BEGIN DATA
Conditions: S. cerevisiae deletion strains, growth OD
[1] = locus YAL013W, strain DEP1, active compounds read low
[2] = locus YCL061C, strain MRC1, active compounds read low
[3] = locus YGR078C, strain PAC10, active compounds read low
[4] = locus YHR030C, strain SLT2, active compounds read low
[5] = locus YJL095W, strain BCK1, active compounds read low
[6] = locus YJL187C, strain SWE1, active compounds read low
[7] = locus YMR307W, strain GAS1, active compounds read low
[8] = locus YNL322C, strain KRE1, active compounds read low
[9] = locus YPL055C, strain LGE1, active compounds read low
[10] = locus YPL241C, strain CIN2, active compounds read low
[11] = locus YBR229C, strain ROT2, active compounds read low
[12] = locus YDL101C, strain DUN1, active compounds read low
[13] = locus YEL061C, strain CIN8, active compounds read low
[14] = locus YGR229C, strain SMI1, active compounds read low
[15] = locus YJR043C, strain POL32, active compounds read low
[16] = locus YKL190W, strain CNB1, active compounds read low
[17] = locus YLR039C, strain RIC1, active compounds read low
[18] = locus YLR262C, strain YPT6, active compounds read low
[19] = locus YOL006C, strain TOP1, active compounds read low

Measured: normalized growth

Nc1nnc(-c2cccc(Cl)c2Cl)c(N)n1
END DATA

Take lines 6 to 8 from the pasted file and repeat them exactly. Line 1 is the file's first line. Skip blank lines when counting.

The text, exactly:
[5] = locus YJL095W, strain BCK1, active compounds read low
[6] = locus YJL187C, strain SWE1, active compounds read low
[7] = locus YMR307W, strain GAS1, active compounds read low